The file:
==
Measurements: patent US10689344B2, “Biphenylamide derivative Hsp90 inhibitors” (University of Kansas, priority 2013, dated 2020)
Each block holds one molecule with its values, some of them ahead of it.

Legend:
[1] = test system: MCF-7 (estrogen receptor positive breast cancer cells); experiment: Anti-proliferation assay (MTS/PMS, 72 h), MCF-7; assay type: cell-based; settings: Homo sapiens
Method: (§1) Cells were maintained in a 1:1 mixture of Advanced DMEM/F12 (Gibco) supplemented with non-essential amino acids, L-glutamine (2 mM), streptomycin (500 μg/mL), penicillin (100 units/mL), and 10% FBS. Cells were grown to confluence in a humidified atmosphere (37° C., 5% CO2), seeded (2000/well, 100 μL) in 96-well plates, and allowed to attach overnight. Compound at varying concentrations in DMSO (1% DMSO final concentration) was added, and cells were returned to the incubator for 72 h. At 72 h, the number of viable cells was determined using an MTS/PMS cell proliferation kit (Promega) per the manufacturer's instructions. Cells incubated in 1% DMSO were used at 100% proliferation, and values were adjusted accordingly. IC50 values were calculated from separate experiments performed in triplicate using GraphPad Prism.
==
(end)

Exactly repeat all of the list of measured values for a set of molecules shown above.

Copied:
Measurements: patent US10689344B2, “Biphenylamide derivative Hsp90 inhibitors” (University of Kansas, priority 2013, dated 2020)
Each block holds one molecule with its values, some of them ahead of it.

Legend:
[1] = test system: MCF-7 (estrogen receptor positive breast cancer cells); experiment: Anti-proliferation assay (MTS/PMS, 72 h), MCF-7; assay type: cell-based; settings: Homo sapiens
Method: (§1) Cells were maintained in a 1:1 mixture of Advanced DMEM/F12 (Gibco) supplemented with non-essential amino acids, L-glutamine (2 mM), streptomycin (500 μg/mL), penicillin (100 units/mL), and 10% FBS. Cells were grown to confluence in a humidified atmosphere (37° C., 5% CO2), seeded (2000/well, 100 μL) in 96-well plates, and allowed to attach overnight. Compound at varying concentrations in DMSO (1% DMSO final concentration) was added, and cells were returned to the incubator for 72 h. At 72 h, the number of viable cells was determined using an MTS/PMS cell proliferation kit (Promega) per the manufacturer's instructions. Cells incubated in 1% DMSO were used at 100% proliferation, and values were adjusted accordingly. IC50 values were calculated from separate experiments performed in triplicate using GraphPad Prism.